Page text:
Articles

Is the OV-10 poised for a comeback?


OV-10G+ operated by SEAL Team 6. (Photo: U.S. Navy)

After the Cold War, the United States discarded a number of weapon systems. Politicians sought to cash in a "peace dividend" to placate voters who were happy to see the fall of the Soviet Union. With "the end of history," we could afford those cuts, right? Less than ten years after the Soviet Union dissolved, we were proven wrong on 9/11. Our troops arguably paid the price for those cuts.

One of the systems that was retired very hastily was the OV-10 Bronco. It looks kind of funky – not attractive in the traditional sense – especially with that tail arrangement and the over-sized cockpit that looks a little bit like a greenhouse. But it was used as a platform for American forward air controllers from 1969 to 1995. The plane is still in service in Indonesia, the Philippines, and Venezuela. The Bronco can carry up to 3,600 pounds of bombs, rockets, and missiles, and originally came with four 7.62mm M60C machine guns.  With a top speed of 288 miles per hour and a range of almost 1,400 miles, an OV-10D can stick around for a long time.

That upgrade is probably one of the biggest unanswered questions surrounding the current wars. While the Department of Defense gained a lot of plaudits for the way the MC-12 was developed and deployed to Iraq, suppose the DOD instead had kept enough Broncos around? The Philippines, who are in no great shakes militarily, have adapted their OV-10s to carry smart bombs.

The Bronco could very well make its comeback. SOCOM tested two OV-10G+ versions under the COMBAT DRAGON II program in recent years, actually conducting a few strikes against Taliban targets using SEAL Team 6 personnel. Those airframes were formerly Marine Corps birds that were briefly operated by the Bureau of Alcohol, Tobacco, and Firearms.  Proposals for an OV-10X have surfaced as well. Among the proposed upgrades are replacing the M60 machine guns with M3s, faster-firing versions of Ma Deuce, as well as giving it the ability to carry a dozen Hellfires.

Last year, two Broncos were pulled from service with NASA and the State Department and sent to Iraq to fight ISIS.  They flew 82 sorties, and reports about their performance were very favorable. (And to think that Senator John McCain (R-AZ) wanted to pull the plug on the COMBAT DRAGON II program.)

Now military experts are wondering if the decision in the 1990s to retire them from the Marine Corps and Air Force was short-sighted, saying that having a plane with the MC-12's surveillance abilities with some GBU-12 or GBU-38 smart bombs and AGM-114 Hellfire missiles would have been very effective in supporting our troops in Iraq and Afghanistan.

Now watch:

GEAR & TECH

6 of the most notable pre-M16 military guns

Throughout history, the U.S. Military has used a wide variety of guns to win its battles. Prior to the M16, there were several weapons used across the service throughout some of the most devastating wars the world has ever seen.

Here are some of those weapons:

Keep reading... Show less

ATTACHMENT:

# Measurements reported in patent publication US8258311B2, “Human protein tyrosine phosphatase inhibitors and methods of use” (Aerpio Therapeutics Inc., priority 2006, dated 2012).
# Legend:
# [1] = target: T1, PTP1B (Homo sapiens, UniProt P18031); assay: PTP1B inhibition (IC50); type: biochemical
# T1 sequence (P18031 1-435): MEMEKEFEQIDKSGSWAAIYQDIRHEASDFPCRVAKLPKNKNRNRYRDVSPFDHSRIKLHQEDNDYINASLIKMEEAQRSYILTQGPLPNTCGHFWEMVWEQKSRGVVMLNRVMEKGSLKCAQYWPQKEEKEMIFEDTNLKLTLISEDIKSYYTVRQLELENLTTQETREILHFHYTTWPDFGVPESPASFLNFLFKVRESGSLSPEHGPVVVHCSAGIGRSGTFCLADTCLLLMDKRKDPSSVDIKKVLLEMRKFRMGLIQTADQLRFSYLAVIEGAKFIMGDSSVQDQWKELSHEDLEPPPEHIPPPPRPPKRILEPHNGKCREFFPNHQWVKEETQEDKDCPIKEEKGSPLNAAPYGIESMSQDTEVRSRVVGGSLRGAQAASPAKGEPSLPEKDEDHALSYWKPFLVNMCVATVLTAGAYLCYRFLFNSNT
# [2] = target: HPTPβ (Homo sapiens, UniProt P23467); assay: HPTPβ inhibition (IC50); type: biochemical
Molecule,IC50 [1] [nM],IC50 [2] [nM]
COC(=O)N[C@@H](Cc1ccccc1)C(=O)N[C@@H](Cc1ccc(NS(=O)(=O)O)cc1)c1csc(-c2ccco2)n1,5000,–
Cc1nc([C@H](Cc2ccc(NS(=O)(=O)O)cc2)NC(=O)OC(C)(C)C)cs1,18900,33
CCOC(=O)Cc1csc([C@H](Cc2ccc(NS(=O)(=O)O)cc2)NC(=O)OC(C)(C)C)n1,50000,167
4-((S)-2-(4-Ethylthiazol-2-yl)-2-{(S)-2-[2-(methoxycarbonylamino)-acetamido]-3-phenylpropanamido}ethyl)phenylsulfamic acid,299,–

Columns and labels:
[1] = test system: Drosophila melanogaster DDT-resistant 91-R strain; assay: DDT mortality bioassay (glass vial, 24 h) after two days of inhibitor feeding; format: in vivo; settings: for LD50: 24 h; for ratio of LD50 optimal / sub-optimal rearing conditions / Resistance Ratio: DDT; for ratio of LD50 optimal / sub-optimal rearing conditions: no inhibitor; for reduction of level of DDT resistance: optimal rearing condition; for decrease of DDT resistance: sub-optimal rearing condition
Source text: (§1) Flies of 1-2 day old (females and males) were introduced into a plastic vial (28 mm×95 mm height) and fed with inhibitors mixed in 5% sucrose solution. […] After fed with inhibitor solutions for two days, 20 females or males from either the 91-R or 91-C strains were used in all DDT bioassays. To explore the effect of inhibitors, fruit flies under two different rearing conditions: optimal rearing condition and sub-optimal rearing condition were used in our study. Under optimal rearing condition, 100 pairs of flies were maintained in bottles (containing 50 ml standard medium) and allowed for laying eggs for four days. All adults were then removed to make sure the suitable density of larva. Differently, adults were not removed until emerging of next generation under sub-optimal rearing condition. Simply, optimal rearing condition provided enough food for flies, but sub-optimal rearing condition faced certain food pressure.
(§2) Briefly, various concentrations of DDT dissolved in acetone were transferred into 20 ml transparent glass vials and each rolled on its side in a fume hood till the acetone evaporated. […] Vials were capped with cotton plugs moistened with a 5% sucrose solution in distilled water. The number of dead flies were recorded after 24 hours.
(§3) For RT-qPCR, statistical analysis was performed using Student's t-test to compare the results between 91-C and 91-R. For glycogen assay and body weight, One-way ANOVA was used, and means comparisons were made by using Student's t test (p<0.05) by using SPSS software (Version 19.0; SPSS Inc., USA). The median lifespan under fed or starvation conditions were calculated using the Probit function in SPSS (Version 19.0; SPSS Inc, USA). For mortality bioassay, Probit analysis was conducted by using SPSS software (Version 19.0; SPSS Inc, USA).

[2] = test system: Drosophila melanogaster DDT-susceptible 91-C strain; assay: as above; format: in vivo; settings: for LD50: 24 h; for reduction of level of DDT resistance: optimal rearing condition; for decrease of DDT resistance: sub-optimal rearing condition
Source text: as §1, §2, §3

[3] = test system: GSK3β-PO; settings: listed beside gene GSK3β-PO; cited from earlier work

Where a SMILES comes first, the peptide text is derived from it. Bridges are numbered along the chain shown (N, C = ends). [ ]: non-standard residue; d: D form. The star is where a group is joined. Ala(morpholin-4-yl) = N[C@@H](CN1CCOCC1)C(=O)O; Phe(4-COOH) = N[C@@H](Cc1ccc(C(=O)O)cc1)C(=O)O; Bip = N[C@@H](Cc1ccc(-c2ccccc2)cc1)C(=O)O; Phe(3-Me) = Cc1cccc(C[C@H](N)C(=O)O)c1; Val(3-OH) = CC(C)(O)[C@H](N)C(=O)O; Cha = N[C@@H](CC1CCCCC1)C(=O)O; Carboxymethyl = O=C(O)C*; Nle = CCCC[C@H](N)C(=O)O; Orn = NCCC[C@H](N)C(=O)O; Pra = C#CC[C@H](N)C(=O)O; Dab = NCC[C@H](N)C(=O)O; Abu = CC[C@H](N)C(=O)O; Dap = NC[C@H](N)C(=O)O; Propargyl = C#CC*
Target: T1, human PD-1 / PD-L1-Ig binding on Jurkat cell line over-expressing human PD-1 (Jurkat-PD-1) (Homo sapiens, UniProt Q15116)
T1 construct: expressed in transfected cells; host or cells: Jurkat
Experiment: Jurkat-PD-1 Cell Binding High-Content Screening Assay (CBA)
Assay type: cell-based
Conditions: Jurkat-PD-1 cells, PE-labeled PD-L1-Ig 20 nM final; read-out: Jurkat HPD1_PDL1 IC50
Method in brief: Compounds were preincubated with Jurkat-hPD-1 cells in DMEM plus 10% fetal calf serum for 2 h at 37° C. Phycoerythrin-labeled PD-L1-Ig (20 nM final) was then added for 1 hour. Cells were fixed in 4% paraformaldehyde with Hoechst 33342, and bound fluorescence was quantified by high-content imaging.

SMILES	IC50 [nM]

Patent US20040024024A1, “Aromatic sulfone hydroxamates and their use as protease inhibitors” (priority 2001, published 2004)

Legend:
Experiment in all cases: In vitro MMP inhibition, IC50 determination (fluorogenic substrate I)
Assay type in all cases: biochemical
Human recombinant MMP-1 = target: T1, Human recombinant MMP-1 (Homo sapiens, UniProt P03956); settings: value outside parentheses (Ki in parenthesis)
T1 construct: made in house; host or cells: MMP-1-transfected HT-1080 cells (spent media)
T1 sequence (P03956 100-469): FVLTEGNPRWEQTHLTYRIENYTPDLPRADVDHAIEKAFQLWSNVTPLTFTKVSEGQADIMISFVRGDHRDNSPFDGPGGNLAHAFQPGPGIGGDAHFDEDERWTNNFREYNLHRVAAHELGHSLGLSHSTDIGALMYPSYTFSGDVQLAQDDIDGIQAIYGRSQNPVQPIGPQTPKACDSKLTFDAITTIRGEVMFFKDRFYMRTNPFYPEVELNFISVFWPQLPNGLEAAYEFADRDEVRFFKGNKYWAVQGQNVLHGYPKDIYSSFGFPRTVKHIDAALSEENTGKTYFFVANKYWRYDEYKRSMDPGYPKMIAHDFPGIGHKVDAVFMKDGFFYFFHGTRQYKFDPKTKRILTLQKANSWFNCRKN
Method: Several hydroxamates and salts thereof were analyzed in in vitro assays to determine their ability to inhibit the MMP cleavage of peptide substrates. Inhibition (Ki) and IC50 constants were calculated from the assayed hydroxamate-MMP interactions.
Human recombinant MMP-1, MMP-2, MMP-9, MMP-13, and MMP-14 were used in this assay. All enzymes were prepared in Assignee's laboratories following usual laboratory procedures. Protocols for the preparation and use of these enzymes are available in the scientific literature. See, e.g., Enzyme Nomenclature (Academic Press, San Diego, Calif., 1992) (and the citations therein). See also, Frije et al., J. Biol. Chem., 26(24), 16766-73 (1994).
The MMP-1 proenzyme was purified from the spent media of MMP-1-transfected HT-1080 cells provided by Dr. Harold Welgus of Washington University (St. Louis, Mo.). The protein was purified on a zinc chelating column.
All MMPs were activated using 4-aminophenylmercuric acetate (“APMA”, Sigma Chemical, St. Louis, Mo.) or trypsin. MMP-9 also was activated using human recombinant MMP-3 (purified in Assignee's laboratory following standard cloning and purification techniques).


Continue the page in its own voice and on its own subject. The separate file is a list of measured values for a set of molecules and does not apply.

Articles

How R. Lee Ermey's Hollywood break is an inspiration to us all

While there have been many outstanding actors and celebrities who have raised their right hand, there has never been a veteran who could finger point his way to the top of Hollywood stardom quite like the late great Gunnery Sergeant R. Lee Ermey.

Keep reading... Show less
International

China and the US could end up in a war – here's what would happen

It's unlikely that the U.S.-China trade dispute is going to escalate to a full-scale war any time soon — but it's not impossible. Neither side is inclined to go to war with the other, but a war of that scale is what both plan to fight. All it would take is one bungled crisis, one itchy trigger finger, one malfunctioning automated defense system and the entire region could become a war zone.

Keep reading... Show less
Lists

Here are the best military photos for the week of April 20th

The military is always evolving and new things happen every day. With each changes comes a new set of challenges and new opportunities to succeed. Thankfully, there are many talented photographers in the community that capture these struggles and triumphs.

Keep reading... Show less
History

5 ways troops accidentally 'blue falcon' the rest of the platoon

Every now and then, the pricks known as 'Blue Falcons' come and ruin things for everyone else. They break the rules and make everyone else suffer. They rat out their brothers- and sisters-in-arms. They even damage the reputation of others to make themselves look better.

Keep reading... Show less
Articles

Why I'm thrilled Brie Larson will play Captain Marvel

Look, the Marvel Cinematic Universe is really lighting my fires when it comes to their female superheroes.

When Marvel Studios announced they would be bringing Captain Marvel to the big screen, I was thrilled. I was also immediately invested and my expectations shot through the roof.

Keep reading... Show less
History

This is how American pilots used drop tanks as bombs during WWII

If you pay attention, you might sometimes see long, cigar-shaped pods firmly attached to the undersides of classic fighter and attack aircraft, sometimes with unit markings on them.

Known as "drop tanks," these simple devices extend the range of the aircraft they're hooked up to by carrying extra usable fuel. Back during World War II, however, attack pilots found a secondary use for drop tanks as improvised bombs, used to bombard enemy ground positions.

Keep reading... Show less

The hilarious ways Chinese police are combating jaywalkers

China is so desperate to stop jaywalkers it has turned to spraying them with water.

In Daye, in the central Hubei province, one pedestrian crossing has had a number of bright yellow bollards installed that spray wayward pedestrians' feet with water mist.

Keep reading... Show less